The Board may not give you the exact remedy you ask for, but it will take your remedy request into account when making a decision. The Board’s orders are legally binding, so the union must follow them.
Include any supporting documentation you have, for example:
- a copy of the grievance, if one was filed (and if you have a copy)
- copies of letters or emails the union sent you saying they won’t file the grievance
- copies of letters or emails between you and the union regarding any internal appeals you tried
- any other supporting documentation you feel supports your allegation that the union represented you in a way that is arbitrary, discriminatory, and/or in bad faith
When you include supporting documents, we strongly suggest you give each document a number or letter. Note the document number or letter in the listing in question 9 of the form.
You need to explain to the Board how your supporting document shows the union represented you in a way that is arbitrary, discriminatory, and/or in bad faith. Adding a number or letter to the document makes it easier for you to refer to it in your application, for example, “As document A shows…”
If you include emails, include the entire email conversation as one thread, if possible. If you include a document that you didn’t give to the union, you need to tell the Board why you didn’t give a copy to them. If you can’t get a copy of a document, explain how that document would support your allegations.
Where can I get help with making my application?
The Board is a neutral, independent decision-maker. It operates like a court so the Board can’t:
- tell you if you have a case under Section 12 or not
- give you legal or other advice
- help you prepare your application
Filing an application with the Board is taking legal action against your union. You may wish to hire a lawyer to help you. A lawyer can help you prepare your complaint in an organized, persuasive way. However, the Board doesn’t require that you have a lawyer to file an application.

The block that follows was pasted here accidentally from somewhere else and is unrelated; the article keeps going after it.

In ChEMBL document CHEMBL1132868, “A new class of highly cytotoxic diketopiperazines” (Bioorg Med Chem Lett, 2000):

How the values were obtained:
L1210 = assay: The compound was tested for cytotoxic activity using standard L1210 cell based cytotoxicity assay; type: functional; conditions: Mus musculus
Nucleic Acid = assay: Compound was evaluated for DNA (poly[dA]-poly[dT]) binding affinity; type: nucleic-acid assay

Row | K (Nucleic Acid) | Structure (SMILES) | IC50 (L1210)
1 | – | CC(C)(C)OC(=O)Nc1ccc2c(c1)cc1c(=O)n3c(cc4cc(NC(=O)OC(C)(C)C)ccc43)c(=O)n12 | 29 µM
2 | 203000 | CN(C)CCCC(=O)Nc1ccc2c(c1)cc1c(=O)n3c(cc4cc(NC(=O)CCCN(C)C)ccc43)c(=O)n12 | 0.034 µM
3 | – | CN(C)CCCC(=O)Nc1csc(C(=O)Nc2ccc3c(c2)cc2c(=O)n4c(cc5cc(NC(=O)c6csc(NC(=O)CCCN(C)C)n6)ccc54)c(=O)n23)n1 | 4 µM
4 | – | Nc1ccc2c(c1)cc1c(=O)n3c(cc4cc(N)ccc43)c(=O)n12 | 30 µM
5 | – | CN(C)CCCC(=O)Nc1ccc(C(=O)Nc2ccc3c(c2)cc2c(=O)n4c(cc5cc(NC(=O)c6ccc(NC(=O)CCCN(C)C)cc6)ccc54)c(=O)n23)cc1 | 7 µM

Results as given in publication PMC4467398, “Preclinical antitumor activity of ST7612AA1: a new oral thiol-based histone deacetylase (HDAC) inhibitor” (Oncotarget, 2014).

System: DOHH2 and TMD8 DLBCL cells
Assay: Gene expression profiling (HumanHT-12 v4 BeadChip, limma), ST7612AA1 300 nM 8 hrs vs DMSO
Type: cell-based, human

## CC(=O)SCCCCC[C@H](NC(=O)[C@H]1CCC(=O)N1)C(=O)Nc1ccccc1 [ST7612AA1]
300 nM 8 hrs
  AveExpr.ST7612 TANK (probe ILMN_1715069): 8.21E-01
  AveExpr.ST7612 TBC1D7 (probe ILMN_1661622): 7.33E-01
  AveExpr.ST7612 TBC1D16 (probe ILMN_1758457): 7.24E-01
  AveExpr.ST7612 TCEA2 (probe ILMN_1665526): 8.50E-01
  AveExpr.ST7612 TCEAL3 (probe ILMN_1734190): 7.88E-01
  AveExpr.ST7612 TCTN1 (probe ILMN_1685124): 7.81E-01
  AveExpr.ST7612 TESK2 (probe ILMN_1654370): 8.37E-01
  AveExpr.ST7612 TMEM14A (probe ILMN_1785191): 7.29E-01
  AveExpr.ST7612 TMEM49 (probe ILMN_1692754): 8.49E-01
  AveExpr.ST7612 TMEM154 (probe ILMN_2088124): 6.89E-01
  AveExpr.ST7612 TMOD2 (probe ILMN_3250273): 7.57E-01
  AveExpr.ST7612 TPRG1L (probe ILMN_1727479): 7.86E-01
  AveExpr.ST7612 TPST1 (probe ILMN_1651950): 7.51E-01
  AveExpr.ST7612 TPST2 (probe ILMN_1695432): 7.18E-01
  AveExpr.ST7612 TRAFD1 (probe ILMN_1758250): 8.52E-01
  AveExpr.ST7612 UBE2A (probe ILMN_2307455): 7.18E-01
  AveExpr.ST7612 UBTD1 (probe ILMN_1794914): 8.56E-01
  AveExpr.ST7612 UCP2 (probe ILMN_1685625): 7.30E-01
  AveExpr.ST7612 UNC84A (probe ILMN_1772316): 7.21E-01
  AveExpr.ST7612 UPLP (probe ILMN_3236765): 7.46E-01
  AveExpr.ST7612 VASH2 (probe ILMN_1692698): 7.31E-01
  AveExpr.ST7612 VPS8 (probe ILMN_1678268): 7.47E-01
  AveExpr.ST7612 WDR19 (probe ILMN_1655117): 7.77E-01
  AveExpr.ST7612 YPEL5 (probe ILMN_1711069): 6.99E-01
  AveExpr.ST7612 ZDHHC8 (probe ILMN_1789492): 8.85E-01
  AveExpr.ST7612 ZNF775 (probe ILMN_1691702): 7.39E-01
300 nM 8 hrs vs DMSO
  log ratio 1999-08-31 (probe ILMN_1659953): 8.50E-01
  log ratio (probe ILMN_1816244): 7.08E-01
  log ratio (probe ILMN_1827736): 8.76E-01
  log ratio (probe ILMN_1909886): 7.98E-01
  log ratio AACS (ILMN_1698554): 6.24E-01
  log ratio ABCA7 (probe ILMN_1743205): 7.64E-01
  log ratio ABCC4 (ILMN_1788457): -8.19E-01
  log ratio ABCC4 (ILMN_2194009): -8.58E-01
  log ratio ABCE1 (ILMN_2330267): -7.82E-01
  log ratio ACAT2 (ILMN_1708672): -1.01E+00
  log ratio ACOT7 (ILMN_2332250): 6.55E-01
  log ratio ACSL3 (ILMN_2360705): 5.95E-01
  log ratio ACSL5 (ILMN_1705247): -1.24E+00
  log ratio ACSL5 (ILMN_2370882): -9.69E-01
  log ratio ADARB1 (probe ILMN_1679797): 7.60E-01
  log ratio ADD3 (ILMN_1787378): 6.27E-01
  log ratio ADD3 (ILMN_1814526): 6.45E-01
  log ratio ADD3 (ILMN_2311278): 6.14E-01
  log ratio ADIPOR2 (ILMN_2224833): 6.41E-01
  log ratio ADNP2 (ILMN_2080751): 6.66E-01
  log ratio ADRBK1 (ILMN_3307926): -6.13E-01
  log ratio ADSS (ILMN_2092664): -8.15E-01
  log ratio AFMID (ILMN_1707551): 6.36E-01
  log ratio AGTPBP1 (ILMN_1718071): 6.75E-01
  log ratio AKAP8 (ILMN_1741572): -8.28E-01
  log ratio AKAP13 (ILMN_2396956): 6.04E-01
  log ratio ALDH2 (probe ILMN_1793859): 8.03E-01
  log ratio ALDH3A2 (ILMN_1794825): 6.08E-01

Access Pro Bono may be able to provide free legal advice or a lawyer referral. However, they may have eligibility requirements to access their services.
The Canadian Bar Association has a Find-a-Lawyer search tool, which may help you find a lawyer.
Amici Curiae (AC) Friends of Court may be able to help prepare your application.
You may also be able to get help from a friend or community/not-for-profit organization.
How do I file an application?
You can file an application with the Board by using the Board’s online application process. The $100 filing fee can be paid through the online application process. If you can't use the online application process and need an alternate means of filing your application, contact us.
Keep a copy of your application. Once the Board accepts your application as complete, you will need to provide a copy to the union and the employer. The Board will tell you when to do this.
What happens once I file my application?
Once your application is submitted to the Board, it will be reviewed to see if it is complete enough to be accepted. If your application is accepted, the Board will direct you to provide a copy to the union and employer.
Then, a Vice-Chair of the Board will decide if the information in your application could amount to a violation of Section 12. If the Vice-Chair decides it doesn’t, your application will be dismissed.
If the Vice-Chair believes your application might show a violation of the Code, they will ask the union and employer for a response. You will be able to respond to the things the union and/or employer say.
After that, the Vice-Chair will decide the case. The Vice-Chair may decide that an oral hearing is needed before deciding the case, but this is rare. The Vice-Chair will issue a decision in writing.
Are there other places to deal with my issue?
Depending on the nature of your issue, you may be able to deal with it though another means. If your issue is around the behavior of someone working at the union, you may want to review your union’s constitution and/or bylaws to see if it has an internal complaint process.
If your issue relates to a work-place injury, your union may not be legally obligated to help you. You may wish to make an application with WorkSafeBC. You can also appeal WorkSafeBC decisions to the Workers’ Compensation Appeal Tribunal (WCAT).
The B.C. Human Rights Tribunal hears cases where people feel their human rights have been violated. The Human Rights Code forbids discrimination based on certain grounds. If you feel the union’s representation of you was discriminatory based on one of those grounds, you may be able to file a complaint with the B.C. Human Rights Clinic.
If you decide to file a complaint about your union’s representation under the Human Rights Code, you can also file an application with the Board at the same time. However, the Board may decide to wait until the complaint with the Human Rights Tribunal is heard before it decides your case.
Leading decisions provide useful information on how the Labour Relations Board applies the Labour Relations Code (the Code) and information on what is or is not covered by the Code.